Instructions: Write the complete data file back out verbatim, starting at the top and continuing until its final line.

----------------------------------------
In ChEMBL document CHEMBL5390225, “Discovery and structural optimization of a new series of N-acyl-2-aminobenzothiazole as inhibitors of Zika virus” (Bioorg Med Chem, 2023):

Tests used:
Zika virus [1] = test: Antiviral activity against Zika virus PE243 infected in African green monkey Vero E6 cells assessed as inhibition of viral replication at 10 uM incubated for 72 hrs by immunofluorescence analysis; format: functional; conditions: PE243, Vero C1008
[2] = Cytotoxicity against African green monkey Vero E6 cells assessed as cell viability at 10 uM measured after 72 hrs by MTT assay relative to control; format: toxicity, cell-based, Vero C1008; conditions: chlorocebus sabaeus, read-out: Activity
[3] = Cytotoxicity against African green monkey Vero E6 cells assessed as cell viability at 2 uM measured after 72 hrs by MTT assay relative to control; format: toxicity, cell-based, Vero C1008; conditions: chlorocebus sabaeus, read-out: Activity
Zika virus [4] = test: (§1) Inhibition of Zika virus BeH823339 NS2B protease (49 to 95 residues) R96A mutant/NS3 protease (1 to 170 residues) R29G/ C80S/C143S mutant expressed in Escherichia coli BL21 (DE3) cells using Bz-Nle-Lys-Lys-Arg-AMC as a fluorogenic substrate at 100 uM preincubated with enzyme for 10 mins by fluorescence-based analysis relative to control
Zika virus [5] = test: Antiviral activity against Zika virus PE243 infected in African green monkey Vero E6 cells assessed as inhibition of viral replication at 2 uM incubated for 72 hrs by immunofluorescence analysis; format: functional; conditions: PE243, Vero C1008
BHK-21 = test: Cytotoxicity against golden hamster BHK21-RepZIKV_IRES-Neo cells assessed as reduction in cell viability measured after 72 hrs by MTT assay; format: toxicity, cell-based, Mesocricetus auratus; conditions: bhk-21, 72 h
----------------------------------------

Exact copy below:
In ChEMBL document CHEMBL5390225, “Discovery and structural optimization of a new series of N-acyl-2-aminobenzothiazole as inhibitors of Zika virus” (Bioorg Med Chem, 2023):

Tests used:
Zika virus [1] = test: Antiviral activity against Zika virus PE243 infected in African green monkey Vero E6 cells assessed as inhibition of viral replication at 10 uM incubated for 72 hrs by immunofluorescence analysis; format: functional; conditions: PE243, Vero C1008
[2] = Cytotoxicity against African green monkey Vero E6 cells assessed as cell viability at 10 uM measured after 72 hrs by MTT assay relative to control; format: toxicity, cell-based, Vero C1008; conditions: chlorocebus sabaeus, read-out: Activity
[3] = Cytotoxicity against African green monkey Vero E6 cells assessed as cell viability at 2 uM measured after 72 hrs by MTT assay relative to control; format: toxicity, cell-based, Vero C1008; conditions: chlorocebus sabaeus, read-out: Activity
Zika virus [4] = test: (§1) Inhibition of Zika virus BeH823339 NS2B protease (49 to 95 residues) R96A mutant/NS3 protease (1 to 170 residues) R29G/ C80S/C143S mutant expressed in Escherichia coli BL21 (DE3) cells using Bz-Nle-Lys-Lys-Arg-AMC as a fluorogenic substrate at 100 uM preincubated with enzyme for 10 mins by fluorescence-based analysis relative to control
Zika virus [5] = test: Antiviral activity against Zika virus PE243 infected in African green monkey Vero E6 cells assessed as inhibition of viral replication at 2 uM incubated for 72 hrs by immunofluorescence analysis; format: functional; conditions: PE243, Vero C1008
BHK-21 = test: Cytotoxicity against golden hamster BHK21-RepZIKV_IRES-Neo cells assessed as reduction in cell viability measured after 72 hrs by MTT assay; format: toxicity, cell-based, Mesocricetus auratus; conditions: bhk-21, 72 h